Last week, Charlie briefly mentioned the potential entry of Ebenezer Baptist Church pastor Raphael Warnock as a Democratic candidate running against Georgia Senator Johnny Isakson in 2016. The AJC’s Greg Bluestein explained the Moral Mondays leader’s thoughts about the race as told to his congregation on Sunday, and Jim Galloway describes Senator Isakson’s reaction to a potential Warnock challenge in today’s column.
Does Dr. Warnock have a realistic shot at unseating Isakson, who has $4 million in his campaign account, and who has been actively campaigning since announcing his re-election bid less than two weeks after ballots were counted for the 2014 election? Charlie doesn’t think so, but according to this story in the Huffington Post, Justin Barasky of the Democratic Senatorial Campaign Committee wants to believe there’s a chance:
“As Georgia’s demographics continue to change in our favor, Democrats are excited about running a strong campaign against Sen. Isakson in a presidential election year, and we’re confident that this will be one of the most competitive states in the country in 2016,” he said.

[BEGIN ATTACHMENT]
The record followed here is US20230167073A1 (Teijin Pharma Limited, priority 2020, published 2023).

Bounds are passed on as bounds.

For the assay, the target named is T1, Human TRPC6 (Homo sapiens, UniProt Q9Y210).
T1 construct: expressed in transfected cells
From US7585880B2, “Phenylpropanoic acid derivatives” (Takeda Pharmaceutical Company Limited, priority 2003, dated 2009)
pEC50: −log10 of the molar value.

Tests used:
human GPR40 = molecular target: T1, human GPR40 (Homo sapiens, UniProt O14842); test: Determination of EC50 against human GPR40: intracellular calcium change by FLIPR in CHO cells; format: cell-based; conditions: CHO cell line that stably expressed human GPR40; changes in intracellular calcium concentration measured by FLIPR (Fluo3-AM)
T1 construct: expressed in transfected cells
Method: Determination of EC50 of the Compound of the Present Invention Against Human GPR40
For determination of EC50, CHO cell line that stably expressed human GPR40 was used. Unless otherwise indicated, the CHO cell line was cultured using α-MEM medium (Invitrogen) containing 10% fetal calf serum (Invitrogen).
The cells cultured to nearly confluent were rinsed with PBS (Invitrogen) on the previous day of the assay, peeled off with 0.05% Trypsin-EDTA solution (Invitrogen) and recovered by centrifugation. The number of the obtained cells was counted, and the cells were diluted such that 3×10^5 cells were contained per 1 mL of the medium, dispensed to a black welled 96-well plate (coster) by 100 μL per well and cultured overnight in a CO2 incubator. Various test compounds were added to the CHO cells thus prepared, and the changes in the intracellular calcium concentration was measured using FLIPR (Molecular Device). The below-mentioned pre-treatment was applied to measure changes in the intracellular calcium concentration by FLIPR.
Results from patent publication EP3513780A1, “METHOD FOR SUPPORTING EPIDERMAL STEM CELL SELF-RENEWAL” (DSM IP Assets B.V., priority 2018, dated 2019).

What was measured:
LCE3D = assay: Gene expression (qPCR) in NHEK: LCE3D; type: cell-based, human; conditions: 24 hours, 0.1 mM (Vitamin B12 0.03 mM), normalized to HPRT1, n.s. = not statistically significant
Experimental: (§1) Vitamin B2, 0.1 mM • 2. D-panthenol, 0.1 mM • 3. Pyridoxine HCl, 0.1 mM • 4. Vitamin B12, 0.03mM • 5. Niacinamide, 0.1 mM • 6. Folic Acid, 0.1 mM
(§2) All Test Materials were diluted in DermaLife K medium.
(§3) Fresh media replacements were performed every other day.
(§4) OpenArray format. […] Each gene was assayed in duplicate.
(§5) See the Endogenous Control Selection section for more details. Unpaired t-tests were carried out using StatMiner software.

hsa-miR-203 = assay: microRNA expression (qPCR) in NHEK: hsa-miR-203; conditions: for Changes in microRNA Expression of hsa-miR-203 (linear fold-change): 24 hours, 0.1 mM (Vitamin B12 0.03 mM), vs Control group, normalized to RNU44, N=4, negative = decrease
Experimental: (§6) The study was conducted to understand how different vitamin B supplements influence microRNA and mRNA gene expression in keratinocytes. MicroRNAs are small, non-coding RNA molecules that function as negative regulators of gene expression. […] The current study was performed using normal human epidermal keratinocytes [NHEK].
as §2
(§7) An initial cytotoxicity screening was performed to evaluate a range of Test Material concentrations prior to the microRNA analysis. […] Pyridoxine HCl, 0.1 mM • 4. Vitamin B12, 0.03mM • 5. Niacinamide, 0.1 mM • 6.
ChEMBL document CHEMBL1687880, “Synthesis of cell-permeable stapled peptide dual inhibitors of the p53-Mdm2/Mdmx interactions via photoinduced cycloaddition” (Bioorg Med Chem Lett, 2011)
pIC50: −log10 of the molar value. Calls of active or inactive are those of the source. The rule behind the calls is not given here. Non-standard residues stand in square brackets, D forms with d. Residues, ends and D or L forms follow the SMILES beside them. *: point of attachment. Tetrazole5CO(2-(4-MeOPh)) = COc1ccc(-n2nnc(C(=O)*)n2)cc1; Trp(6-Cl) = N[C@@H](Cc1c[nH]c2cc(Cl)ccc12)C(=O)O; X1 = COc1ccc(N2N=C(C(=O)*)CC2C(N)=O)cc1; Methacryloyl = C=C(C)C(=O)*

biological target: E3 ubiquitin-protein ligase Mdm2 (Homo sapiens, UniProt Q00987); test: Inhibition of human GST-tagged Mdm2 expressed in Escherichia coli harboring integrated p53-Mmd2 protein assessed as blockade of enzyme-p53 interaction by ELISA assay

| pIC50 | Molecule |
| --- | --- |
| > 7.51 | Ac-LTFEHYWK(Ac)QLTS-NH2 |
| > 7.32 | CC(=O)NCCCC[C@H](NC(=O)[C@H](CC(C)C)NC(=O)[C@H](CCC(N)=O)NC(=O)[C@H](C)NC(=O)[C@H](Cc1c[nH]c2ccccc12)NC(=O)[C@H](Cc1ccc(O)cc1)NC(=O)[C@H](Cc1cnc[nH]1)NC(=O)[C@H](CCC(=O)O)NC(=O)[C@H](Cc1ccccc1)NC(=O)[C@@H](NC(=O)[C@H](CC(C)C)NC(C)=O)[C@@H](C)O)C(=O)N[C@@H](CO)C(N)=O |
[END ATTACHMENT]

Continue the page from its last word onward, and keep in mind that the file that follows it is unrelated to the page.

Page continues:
Georgia’s House minority leader, Stacey Abrams, who has attracted similar amounts of buzz, said Warnock “will be a formidable candidate” should he jump into the race. Abrams founded a voter registration group called the New Georgia Project two years ago to reach out to the hundreds of thousands of unregistered voters in a state where African-Americans make up about 30 percent of registered voters. (As Newsweek pointed out, 80 percent of those who moved to Georgia between 2000 and 2010 were nonwhite.)
Elsewhere in the HuffPo story, after recapping the David Perdue Michelle Nunn Senate race from last year, there’s this:
One question is whether a Warnock bid could sufficiently energize Democrats in the Peach State, which has remained red despite recent demographic changes. The higher turnout that generally comes with a presidential election could also make for a friendlier electorate: President Barack Obama came within five points of John McCain in 2008.
So is this really a bunch of Democrats blowing smoke about their chances in 2016, or is there a real possibility that the demographic changes that are supposed to turn Georgia blue could come to pass next year?